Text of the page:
Cllr Kaya Comer-Schwartz: ‘In effect, this safeguards the Support Payment Scheme settlements, so they will not affect entitlement to means-tested benefits for those who apply’
THE government has this week written to the council after months of deliberation, saying benefits claimants will not lose out if they are among the survivors who receive an abuse support scheme payment.
The Department for Work and Pensions (DWP) has now decided that payments made from the council scheme will be disregarded in their benefits calculations after survivors feared they would have their money cut.
Secretary of State Thérèse Coffey wrote to Islington Council this week to inform them of the decision after the Tribune contacted the government office about the ongoing issue.
It follows council leader Kaya Comer-Schwartz writing to the government in July urging them to come to a decision on this matter.
Donna, who did not want her surname published as she is a survivor of abuse, said: “After the meeting [in October at the Town Hall] I felt quite positive that it was going to be a better outcome for more people.”
She said she will apply for the scheme even though she is not sure if her claim will be successful as she comes under the category of “neglect”.
Donna added: “I will support anybody who needs support, regardless of whether I am successful in my scheme.”
A DWP spokesperson said: “We have already made the decision that payments from the Islington scheme will be disregarded in full, and will not affect those receiving Universal Credit or other means-tested benefits because of these payments.”
Cllr Comer-Schwartz said: “I’m pleased that the Secretary of State has finally made the right decision, months after I wrote to the Minister for Welfare Delivery asking him to resolve this pressing issue which we have pursued for two years.
“We have had extensive correspondence and a face-to-face meeting with the Department for Work and Pensions in a bid to push them to make this critically important decision. In effect, this safeguards the Support Payment Scheme settlements, so they will not affect entitlement to means-tested benefits for those who apply.
“This uncertainty must have weighed heavily on the minds of many survivors and care-experienced adults, and I’m pleased that our close working relationship with local survivors’ groups means we could finally cut through the government’s red tape so the Support Payment Scheme can work as intended.
“Our lobbying, with Lambeth Council, means this decision will be enshrined in law in line with other similar schemes, removing a critical worry for some of society’s most vulnerable people.”
‘Abuse is abuse… money should go to the bereaved’
A WOMAN who grew up in an abusive foster care home with her sister says their childhood contributed to her sibling’s death.
The council support payment scheme was announced in October following a six-month consultation but does not include the families of survivors who died after 2017 and also excludes those who endured abuse in foster care.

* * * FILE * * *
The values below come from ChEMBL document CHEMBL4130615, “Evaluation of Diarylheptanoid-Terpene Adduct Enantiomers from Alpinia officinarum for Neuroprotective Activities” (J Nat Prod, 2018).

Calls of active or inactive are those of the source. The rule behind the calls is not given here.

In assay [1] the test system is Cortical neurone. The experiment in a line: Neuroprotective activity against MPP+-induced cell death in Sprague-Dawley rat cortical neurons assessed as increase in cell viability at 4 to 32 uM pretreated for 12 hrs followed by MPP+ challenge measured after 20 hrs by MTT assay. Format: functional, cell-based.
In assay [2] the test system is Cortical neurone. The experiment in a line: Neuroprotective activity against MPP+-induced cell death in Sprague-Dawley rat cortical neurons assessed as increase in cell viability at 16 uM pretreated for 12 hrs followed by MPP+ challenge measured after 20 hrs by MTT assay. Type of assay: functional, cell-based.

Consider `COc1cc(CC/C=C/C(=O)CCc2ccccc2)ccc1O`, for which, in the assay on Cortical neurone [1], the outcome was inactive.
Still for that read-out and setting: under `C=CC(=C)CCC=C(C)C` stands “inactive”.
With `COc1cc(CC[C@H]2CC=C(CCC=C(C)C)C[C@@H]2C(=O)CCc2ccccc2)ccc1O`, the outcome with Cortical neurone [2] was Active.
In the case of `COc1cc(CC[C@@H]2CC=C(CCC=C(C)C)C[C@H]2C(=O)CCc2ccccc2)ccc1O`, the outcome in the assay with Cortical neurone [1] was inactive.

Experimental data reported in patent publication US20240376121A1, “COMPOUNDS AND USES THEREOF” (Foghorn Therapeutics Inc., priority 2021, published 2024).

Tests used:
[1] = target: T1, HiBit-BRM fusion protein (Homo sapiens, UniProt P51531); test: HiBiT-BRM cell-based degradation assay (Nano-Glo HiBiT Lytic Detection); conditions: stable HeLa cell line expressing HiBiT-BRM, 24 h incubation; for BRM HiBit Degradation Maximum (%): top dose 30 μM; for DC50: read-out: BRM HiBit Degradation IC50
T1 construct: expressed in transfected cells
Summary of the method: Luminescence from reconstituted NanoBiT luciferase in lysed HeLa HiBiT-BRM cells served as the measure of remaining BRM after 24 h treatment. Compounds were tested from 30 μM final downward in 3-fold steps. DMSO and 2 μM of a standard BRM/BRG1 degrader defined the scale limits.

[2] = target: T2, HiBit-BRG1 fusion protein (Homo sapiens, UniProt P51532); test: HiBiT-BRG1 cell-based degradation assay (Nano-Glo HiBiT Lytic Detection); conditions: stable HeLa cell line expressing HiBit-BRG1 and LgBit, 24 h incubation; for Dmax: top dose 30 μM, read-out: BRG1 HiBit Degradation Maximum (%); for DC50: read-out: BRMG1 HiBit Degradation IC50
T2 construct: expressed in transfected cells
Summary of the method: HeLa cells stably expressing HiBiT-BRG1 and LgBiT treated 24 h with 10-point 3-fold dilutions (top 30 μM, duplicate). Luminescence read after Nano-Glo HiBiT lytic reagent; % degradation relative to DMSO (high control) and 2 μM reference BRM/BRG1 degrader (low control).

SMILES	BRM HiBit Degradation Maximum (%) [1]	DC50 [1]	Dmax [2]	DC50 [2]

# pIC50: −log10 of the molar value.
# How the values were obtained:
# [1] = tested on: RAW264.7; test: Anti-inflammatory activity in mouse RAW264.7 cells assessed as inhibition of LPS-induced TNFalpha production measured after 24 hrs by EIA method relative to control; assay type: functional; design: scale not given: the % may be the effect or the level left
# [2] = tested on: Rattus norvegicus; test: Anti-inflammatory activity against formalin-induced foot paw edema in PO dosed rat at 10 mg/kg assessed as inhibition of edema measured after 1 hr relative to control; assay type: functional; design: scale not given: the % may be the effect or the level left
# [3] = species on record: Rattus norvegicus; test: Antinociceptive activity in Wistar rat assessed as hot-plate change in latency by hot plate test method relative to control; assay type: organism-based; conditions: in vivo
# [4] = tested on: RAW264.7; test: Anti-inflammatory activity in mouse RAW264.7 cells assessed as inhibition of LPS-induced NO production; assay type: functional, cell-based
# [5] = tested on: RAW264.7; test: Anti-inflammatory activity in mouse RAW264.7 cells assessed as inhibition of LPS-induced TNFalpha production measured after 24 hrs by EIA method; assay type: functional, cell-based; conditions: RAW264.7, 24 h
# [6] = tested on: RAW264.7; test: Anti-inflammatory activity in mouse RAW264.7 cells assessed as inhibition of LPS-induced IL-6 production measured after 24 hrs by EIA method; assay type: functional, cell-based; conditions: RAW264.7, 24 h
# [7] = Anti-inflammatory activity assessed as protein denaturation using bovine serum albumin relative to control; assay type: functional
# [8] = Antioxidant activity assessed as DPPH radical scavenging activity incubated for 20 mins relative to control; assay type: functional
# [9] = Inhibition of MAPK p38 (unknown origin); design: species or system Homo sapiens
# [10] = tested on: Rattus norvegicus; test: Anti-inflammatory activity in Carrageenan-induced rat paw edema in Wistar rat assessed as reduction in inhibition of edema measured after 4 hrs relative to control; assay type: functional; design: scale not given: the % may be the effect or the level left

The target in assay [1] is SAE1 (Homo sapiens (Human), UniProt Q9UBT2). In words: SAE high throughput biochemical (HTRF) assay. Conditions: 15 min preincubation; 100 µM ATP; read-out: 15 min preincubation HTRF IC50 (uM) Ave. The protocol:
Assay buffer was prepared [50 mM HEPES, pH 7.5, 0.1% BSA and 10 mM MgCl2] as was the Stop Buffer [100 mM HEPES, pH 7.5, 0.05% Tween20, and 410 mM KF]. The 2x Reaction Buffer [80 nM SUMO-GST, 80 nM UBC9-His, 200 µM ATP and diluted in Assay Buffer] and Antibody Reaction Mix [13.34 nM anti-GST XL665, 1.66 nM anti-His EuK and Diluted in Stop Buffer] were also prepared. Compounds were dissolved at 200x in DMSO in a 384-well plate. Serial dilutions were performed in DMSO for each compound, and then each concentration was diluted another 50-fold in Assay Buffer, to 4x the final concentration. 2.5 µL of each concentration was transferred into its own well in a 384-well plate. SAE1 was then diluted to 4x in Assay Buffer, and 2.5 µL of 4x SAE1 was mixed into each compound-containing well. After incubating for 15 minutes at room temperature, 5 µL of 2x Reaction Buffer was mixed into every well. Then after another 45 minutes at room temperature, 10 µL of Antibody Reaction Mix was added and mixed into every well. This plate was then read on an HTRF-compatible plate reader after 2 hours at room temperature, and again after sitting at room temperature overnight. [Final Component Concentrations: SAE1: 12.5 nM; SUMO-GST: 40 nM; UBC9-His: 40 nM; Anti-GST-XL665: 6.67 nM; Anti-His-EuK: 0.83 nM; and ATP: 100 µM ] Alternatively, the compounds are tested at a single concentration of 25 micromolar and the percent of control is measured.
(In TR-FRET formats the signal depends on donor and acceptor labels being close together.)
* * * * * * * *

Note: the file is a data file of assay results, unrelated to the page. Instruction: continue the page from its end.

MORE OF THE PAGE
Lisa, who did not want to give her surname, said: “I have never been open about my past ever, ever. This is the first time I have ever spoken about it. I am doing it on behalf of my blessed sister.
“She passed away last year but had been severely abused. She ended up with very serious mental health issues and ended up being found on the floor dead last year. Everything about her life, her past, is what contributed to her death.
“She now has a child – I have a nephew who is in care – he might now go through what she went through. Hopefully not but he is going to grow up without a mum or a family. Why shouldn’t her money go to him.”
Lisa’s sister died age 49. It would have been her birthday next week. They went into foster care in 1972. Lisa’s sister came out of foster care in 1982.
Lisa said: “I just don’t get it – abuse is abuse, it doesn’t matter who by, or if it was foster care, like we were, where we were abused over many years. She died because of a result of her childhood in care. Whether in foster care or residential care, the abuse was rife. My sister refused to speak with me for the best part of seven or eight years because of her own grief. I don’t think she felt worthy of having anyone around her.
“I grew up with my sister. She was not like that, life made her like that.
“We lived like slaved black kids in Stevenage, Hertfordshire, with what I would describe now as a very abusive family.
“I got chucked out at 16 with no family and had to find my own way in life.
“I didn’t know about Islington Survivors Network until my sister died. It is something us survivors keep close to our chest.
“I heard my sister was found on the floor dead with the papers scattered all over her. She could have been anyone she wanted to be.
“She was the most gorgeous and beautiful person but she was so troubled with her past that she couldn’t move forward ever. Everything about her was stunning. To watch her demise into this person you don’t recognise is worse than anything. That kind of abuse that troubles a human being until you don’t want to be here. You can’t put a date on it. It is insulting.”
She added: “Just because we [survivors of abuse] are up and can talk and can dress, doesn’t mean we are surviving, it means we are following the path of life. You can die slowly and that’s what my sister did.”